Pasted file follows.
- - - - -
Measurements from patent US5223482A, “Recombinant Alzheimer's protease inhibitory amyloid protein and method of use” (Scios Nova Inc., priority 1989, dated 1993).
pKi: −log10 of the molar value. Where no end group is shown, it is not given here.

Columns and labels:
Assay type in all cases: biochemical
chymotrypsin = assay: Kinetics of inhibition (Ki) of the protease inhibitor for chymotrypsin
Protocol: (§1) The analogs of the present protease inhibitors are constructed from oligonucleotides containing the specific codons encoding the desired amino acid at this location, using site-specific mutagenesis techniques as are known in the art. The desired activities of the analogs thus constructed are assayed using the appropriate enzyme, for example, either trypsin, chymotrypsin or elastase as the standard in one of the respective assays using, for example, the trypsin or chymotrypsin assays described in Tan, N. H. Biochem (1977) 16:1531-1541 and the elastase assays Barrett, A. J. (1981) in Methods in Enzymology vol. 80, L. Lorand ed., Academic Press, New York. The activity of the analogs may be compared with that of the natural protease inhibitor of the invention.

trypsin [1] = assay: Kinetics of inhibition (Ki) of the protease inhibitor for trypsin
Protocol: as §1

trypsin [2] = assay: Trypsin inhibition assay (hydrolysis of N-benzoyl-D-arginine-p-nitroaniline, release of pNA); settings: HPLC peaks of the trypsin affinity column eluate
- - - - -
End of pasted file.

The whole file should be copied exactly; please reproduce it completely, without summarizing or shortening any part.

Measurements from patent US5223482A, “Recombinant Alzheimer's protease inhibitory amyloid protein and method of use” (Scios Nova Inc., priority 1989, dated 1993).
pKi: −log10 of the molar value. Where no end group is shown, it is not given here.

Columns and labels:
Assay type in all cases: biochemical
chymotrypsin = assay: Kinetics of inhibition (Ki) of the protease inhibitor for chymotrypsin
Protocol: (§1) The analogs of the present protease inhibitors are constructed from oligonucleotides containing the specific codons encoding the desired amino acid at this location, using site-specific mutagenesis techniques as are known in the art. The desired activities of the analogs thus constructed are assayed using the appropriate enzyme, for example, either trypsin, chymotrypsin or elastase as the standard in one of the respective assays using, for example, the trypsin or chymotrypsin assays described in Tan, N. H. Biochem (1977) 16:1531-1541 and the elastase assays Barrett, A. J. (1981) in Methods in Enzymology vol. 80, L. Lorand ed., Academic Press, New York. The activity of the analogs may be compared with that of the natural protease inhibitor of the invention.

trypsin [1] = assay: Kinetics of inhibition (Ki) of the protease inhibitor for trypsin
Protocol: as §1

trypsin [2] = assay: Trypsin inhibition assay (hydrolysis of N-benzoyl-D-arginine-p-nitroaniline, release of pNA); settings: HPLC peaks of the trypsin affinity column eluate